(CEDAR RAPIDS, Iowa) As Cedar Rapids approaches the first anniversary of the 2020 derecho that devastated parts of the Midwest, the city is focused on community by rebuilding and commemorating efforts of resilience during and in the aftermath of the storm.
“As our community continues to rebuild and recover, this natural disaster proves once again that Cedar Rapids is a compassionate, strong and resilient community,” the city of Cedar Rapids posted on its website.
Last year, August 10 marked a day when 140 mph came out of nowhere and swept the city into shambles.
The inland hurricane ranked as the most costly thunderstorm in United States history – estimated at $7.5 billion – which has now grown to $11.5 billion, according to the National Oceanic and Atmospheric Administration.
More than 65% of the city’s tree canopy, which consists of 100,000 trees, was damaged or destroyed.
The derecho managed to reach all 74 square miles of Cedar Rapids causing more damage than the flood of 2008. Homes and businesses faced devastation, power was out for more than a week, every traffic signal in the city was damaged to some degree and communication was impaired because of harm to cell towers.
Despite the devastation, relief funds and dedication to the community have helped to rebuild the city.
Tree debris pickup was finally completed as of June 30, 2021 – 10 months after the storm ripped their roots from the ground.
The city hauled more than 23,508 loads of curbside debris to date, collecting more than 4 million cubic yards of tree debris total.
Cedar Rapids has now shifted its focus to the removal of stumps and replanting of trees, but the process may take up to two summers due to the extensive amount of trees lost.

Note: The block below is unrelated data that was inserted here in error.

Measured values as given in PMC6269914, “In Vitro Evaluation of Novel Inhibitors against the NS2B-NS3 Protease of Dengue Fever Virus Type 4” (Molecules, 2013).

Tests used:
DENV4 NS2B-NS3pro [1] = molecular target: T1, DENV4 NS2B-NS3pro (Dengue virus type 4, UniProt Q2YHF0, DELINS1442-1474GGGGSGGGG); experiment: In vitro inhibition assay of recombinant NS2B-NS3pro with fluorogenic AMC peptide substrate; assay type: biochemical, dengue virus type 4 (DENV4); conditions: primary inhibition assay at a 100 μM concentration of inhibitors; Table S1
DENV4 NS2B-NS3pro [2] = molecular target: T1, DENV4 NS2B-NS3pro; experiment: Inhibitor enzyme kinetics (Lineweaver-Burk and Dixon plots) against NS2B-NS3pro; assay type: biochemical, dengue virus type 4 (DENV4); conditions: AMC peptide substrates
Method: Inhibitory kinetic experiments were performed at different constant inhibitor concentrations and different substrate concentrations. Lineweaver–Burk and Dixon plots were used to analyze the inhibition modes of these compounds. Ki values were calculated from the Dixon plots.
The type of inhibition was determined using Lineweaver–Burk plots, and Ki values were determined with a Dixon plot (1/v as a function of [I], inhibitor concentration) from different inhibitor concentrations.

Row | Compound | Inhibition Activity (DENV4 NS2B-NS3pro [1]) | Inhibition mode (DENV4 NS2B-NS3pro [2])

Glenn Linville and his family are among community members who have had a trying time recovering from the storm.
Living in a neighborhood on the southeast side of town – an area that took a brunt of the damage – they lost 13 trees, two of which hit their home and left them without power for two weeks.The storm caused a need for repairs on many parts of their house, including the roof, drywall, gutters, fascia and soffits.
However, they chose to remain optimistic and focus on the recovery for themselves as well as the neighborhood.
“Our neighborhood was a well-oiled machine… we worked together going house to house, clearing each yard and hauling the debris to the curb and empty lot nearby,” Linville said.When all was said and done, Linville estimated that they saved their neighbors over $40,000 by moving the damaged trees to the ground for them.
The community morale felt in the aftermath of the storm was actually surprising for him amid the pandemic.
“It was funny, we all just gave up focusing on the pandemic and social distancing during this. It allowed us to interact together, and although none of us ever want to go through that again, at the time, it was quite therapeutic in a sense,” he said.
Linville and his family still feel anxious when the wind picks up outside and as a realtor, he had concerns for the shoddy housing repairs made in haste, but the family is choosing to continue their efforts to move forward.
“Life is getting there… Overall, we have come a long way, but [we still] have lots to do,” said Linville.
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